Wednesday, September 25, 2013

Why currently some nations are more successful than others in badminton

Just reading all the muddled infantile whining  in the

kiddies and mentally challenged badmintonforums on

how to create world beating individuals and teams in

the sport badminton prompts me to propose the following


1) Badminton is still in its infancy as a commercial sport
and does not offer the same rewards as soccer or tennis.
It is extremely difficult for individuals or teams to be sustained
without the use of public funds.

2) China the most successful team is top not because of
its population or talent pool (players are mainly elite national
athletes ,not members of private clubs).China dominates team
events especially those that do not offer prize money because
it is willing to invest tons of public money to enhance the prestige
of its team,something most nations cannot afford to.The same is
probably true of Korea.

3) Affluent capitalist nations like Japan, Denmark and Germany can
produce individuals excelling in prize awarding open tournaments
because their private sectors can afford to sponsor and subsidise their
players who earn some prize money as well to supplement their income.
These players are true professionals.India is trying to join this club.

4) There are other nations whose governments are not rich and who
have very weak private sectors who don't sponsor sports.Malaysia,
Thailand and Indonesia are prime examples, they have big ambitions
but cannot sustain big teams but can only focus attention on a select
few individuals who dominate Opens and work hard to earn prize
money.These countries can dominate once in a while in modern times
in times of plenty when there is plenty of money to go round.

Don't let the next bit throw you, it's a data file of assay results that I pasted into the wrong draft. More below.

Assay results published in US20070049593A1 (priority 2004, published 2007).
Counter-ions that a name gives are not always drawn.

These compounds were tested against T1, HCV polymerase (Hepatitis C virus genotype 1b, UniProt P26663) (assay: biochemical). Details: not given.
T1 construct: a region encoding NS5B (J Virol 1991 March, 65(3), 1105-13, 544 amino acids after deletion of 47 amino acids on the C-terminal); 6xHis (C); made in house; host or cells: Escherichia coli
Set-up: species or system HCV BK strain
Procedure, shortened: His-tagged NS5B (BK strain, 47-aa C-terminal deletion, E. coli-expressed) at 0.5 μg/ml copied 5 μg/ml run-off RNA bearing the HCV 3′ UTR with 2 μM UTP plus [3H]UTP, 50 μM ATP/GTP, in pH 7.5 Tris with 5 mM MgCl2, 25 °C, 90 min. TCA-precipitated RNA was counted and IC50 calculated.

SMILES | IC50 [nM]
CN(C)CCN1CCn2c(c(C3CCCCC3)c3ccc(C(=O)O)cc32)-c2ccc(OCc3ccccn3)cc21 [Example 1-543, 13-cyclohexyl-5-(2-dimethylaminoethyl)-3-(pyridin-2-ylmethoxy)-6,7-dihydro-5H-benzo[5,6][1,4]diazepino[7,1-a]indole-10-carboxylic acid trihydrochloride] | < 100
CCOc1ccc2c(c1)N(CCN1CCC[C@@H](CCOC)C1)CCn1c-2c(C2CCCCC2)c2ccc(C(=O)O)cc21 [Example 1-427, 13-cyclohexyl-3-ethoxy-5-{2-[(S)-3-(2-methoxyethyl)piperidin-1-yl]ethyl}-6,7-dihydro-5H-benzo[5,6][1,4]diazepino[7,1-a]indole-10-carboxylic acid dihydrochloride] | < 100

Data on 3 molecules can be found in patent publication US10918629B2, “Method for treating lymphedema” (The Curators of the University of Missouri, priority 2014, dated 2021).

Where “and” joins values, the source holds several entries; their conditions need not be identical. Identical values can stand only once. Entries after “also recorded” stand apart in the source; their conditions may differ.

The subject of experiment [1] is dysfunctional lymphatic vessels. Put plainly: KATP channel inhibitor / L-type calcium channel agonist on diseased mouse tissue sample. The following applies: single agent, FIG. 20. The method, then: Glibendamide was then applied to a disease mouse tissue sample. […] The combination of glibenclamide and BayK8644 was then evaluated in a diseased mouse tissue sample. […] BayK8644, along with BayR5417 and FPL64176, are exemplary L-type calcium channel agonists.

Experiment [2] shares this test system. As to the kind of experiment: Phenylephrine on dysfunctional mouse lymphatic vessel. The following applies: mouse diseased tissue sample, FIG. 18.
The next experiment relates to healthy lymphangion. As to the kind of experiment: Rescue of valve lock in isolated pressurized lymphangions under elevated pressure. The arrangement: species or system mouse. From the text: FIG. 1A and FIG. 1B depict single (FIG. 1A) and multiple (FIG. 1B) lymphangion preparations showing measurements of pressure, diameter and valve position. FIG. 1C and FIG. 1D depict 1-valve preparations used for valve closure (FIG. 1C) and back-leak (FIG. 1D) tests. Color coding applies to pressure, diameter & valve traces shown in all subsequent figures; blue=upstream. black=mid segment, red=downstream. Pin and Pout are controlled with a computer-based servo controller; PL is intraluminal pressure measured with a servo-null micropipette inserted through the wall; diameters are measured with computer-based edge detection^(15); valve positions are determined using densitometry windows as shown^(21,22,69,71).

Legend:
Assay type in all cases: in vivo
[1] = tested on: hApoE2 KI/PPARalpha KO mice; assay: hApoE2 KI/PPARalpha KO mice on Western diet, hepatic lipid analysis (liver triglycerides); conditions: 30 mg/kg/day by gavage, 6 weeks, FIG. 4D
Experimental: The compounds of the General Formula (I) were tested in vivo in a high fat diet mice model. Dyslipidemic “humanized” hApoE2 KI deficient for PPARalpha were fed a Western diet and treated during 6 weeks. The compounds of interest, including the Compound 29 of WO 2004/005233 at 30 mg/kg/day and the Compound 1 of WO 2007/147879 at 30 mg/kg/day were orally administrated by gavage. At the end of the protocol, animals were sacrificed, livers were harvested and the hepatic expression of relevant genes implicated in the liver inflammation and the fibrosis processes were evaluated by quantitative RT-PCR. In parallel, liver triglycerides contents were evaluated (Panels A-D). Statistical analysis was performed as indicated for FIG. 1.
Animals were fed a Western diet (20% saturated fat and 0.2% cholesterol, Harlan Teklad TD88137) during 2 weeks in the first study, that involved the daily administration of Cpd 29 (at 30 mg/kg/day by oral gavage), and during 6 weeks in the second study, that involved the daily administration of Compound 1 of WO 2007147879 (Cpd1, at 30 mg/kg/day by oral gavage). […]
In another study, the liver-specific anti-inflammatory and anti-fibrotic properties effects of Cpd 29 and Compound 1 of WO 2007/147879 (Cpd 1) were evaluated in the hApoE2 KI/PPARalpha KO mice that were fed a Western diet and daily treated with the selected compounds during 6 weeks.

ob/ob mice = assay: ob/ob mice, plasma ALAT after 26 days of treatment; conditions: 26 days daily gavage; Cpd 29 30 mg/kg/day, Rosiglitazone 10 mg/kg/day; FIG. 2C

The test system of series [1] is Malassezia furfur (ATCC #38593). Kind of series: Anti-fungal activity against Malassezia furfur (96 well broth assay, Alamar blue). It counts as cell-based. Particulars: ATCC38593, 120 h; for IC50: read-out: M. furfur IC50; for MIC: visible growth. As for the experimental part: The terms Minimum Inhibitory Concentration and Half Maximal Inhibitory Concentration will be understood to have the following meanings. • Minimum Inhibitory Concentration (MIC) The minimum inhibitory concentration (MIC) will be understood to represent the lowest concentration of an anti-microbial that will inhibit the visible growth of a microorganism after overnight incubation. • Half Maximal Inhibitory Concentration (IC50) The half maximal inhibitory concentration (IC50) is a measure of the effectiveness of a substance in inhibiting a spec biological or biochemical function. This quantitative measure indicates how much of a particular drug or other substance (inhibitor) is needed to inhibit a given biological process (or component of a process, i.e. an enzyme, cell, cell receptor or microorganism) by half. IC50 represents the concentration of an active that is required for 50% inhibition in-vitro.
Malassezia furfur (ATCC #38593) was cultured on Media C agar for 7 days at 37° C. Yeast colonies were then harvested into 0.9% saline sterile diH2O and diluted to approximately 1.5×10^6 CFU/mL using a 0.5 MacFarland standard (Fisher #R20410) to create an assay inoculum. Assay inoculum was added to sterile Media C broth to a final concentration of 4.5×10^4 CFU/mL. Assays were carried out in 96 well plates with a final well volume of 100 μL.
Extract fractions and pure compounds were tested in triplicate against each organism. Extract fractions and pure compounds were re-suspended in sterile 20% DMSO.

5) In the final analysis most countries have about the same talent
irrespective of their population numbers,neither is it about passion
or fighting spirit.

It is about productivity of the people that translates into their athletes,
and whether the government can afford to foot the bill or whether there
exists a private sector strong enough to sponsor the athletes to
supplement their prize money.
It is also to some extent the level of Technology of the country,whether
the people are generally disciplined, properly educated and competitive
enough to compete in the world stage.

It doesn't take a genius to deduce that the successful countries in
badminton excel in many other fields in the world because of their human
Sad to say ,the mentioned laggards in badminton,are also laggards in most
other fields.So other than economics and productivity, history and culture
also play a part in the success factors.

In the case of Malaysia current and future economic and political trends
will compel the BAM to downsize its organisation with less players and
support staff.Most of the players will be outsourced from private clubs
to represent the country in team events.
For a country that is neither here nor there in terms of Technology and
Economics the ideal blend would be a small tax-funded National
Association keeping a few loyal players and staff,supported by players
from more efficient private and productive clubs when performing national
duties like Thomas Cup.That was already in place in the early 2000s when
Malaysia had players like Ong Ewe Hock,Wong Choon Han, Lee Tsuen
Seng,James Chua, Choong Tan Fook and Lee Wan Wah,Chew Choon
Eng and Chan Chong Ming, and Roslin and Hafiz Hashim all in the same
team.Indonesia appears to have adopted this model.
Its all about money and economics,stupid.

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